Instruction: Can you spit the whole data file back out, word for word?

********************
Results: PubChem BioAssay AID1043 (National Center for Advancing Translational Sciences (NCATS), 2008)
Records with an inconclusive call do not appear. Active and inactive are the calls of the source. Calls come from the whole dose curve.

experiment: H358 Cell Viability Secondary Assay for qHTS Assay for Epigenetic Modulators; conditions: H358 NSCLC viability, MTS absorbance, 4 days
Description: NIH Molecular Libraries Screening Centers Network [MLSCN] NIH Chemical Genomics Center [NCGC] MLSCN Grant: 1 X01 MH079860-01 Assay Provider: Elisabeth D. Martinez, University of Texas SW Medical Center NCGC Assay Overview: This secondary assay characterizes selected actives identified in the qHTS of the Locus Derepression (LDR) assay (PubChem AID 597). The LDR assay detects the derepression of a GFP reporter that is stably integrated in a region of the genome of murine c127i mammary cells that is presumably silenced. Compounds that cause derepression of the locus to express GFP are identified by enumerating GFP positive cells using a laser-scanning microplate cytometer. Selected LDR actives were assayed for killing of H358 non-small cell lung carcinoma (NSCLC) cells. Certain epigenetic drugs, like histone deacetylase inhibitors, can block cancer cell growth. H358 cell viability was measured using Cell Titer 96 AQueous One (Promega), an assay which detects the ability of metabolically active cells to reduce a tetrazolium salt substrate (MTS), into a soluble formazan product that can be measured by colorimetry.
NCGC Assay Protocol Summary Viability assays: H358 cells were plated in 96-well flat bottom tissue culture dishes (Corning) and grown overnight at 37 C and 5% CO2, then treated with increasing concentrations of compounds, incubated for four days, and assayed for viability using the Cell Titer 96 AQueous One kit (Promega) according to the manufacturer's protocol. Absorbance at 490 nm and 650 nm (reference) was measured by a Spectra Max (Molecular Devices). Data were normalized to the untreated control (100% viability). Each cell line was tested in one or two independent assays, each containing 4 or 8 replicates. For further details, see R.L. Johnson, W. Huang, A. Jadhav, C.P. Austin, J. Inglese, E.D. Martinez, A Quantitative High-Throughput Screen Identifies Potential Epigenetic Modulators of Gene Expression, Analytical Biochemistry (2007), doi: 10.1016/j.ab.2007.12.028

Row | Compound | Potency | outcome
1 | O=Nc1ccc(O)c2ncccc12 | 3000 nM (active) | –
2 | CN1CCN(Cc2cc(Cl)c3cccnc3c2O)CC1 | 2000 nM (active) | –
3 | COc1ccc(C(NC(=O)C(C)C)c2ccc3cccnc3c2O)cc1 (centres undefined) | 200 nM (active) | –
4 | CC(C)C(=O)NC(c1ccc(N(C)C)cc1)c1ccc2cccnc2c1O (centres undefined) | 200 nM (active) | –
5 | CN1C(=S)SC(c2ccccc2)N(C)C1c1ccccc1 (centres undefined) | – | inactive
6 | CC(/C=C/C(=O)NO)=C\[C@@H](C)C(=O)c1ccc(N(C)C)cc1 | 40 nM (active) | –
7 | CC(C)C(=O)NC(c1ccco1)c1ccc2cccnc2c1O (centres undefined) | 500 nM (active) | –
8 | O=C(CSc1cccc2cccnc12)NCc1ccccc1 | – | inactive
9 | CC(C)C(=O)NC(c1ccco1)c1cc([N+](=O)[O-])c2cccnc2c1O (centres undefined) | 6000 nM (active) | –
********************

Results: PubChem BioAssay AID1043 (National Center for Advancing Translational Sciences (NCATS), 2008)
Records with an inconclusive call do not appear. Active and inactive are the calls of the source. Calls come from the whole dose curve.

experiment: H358 Cell Viability Secondary Assay for qHTS Assay for Epigenetic Modulators; conditions: H358 NSCLC viability, MTS absorbance, 4 days
Description: NIH Molecular Libraries Screening Centers Network [MLSCN] NIH Chemical Genomics Center [NCGC] MLSCN Grant: 1 X01 MH079860-01 Assay Provider: Elisabeth D. Martinez, University of Texas SW Medical Center NCGC Assay Overview: This secondary assay characterizes selected actives identified in the qHTS of the Locus Derepression (LDR) assay (PubChem AID 597). The LDR assay detects the derepression of a GFP reporter that is stably integrated in a region of the genome of murine c127i mammary cells that is presumably silenced. Compounds that cause derepression of the locus to express GFP are identified by enumerating GFP positive cells using a laser-scanning microplate cytometer. Selected LDR actives were assayed for killing of H358 non-small cell lung carcinoma (NSCLC) cells. Certain epigenetic drugs, like histone deacetylase inhibitors, can block cancer cell growth. H358 cell viability was measured using Cell Titer 96 AQueous One (Promega), an assay which detects the ability of metabolically active cells to reduce a tetrazolium salt substrate (MTS), into a soluble formazan product that can be measured by colorimetry.
NCGC Assay Protocol Summary Viability assays: H358 cells were plated in 96-well flat bottom tissue culture dishes (Corning) and grown overnight at 37 C and 5% CO2, then treated with increasing concentrations of compounds, incubated for four days, and assayed for viability using the Cell Titer 96 AQueous One kit (Promega) according to the manufacturer's protocol. Absorbance at 490 nm and 650 nm (reference) was measured by a Spectra Max (Molecular Devices). Data were normalized to the untreated control (100% viability). Each cell line was tested in one or two independent assays, each containing 4 or 8 replicates. For further details, see R.L. Johnson, W. Huang, A. Jadhav, C.P. Austin, J. Inglese, E.D. Martinez, A Quantitative High-Throughput Screen Identifies Potential Epigenetic Modulators of Gene Expression, Analytical Biochemistry (2007), doi: 10.1016/j.ab.2007.12.028

Row | Compound | Potency | outcome
1 | O=Nc1ccc(O)c2ncccc12 | 3000 nM (active) | –
2 | CN1CCN(Cc2cc(Cl)c3cccnc3c2O)CC1 | 2000 nM (active) | –
3 | COc1ccc(C(NC(=O)C(C)C)c2ccc3cccnc3c2O)cc1 (centres undefined) | 200 nM (active) | –
4 | CC(C)C(=O)NC(c1ccc(N(C)C)cc1)c1ccc2cccnc2c1O (centres undefined) | 200 nM (active) | –
5 | CN1C(=S)SC(c2ccccc2)N(C)C1c1ccccc1 (centres undefined) | – | inactive
6 | CC(/C=C/C(=O)NO)=C\[C@@H](C)C(=O)c1ccc(N(C)C)cc1 | 40 nM (active) | –
7 | CC(C)C(=O)NC(c1ccco1)c1ccc2cccnc2c1O (centres undefined) | 500 nM (active) | –
8 | O=C(CSc1cccc2cccnc12)NCc1ccccc1 | – | inactive
9 | CC(C)C(=O)NC(c1ccco1)c1cc([N+](=O)[O-])c2cccnc2c1O (centres undefined) | 6000 nM (active) | –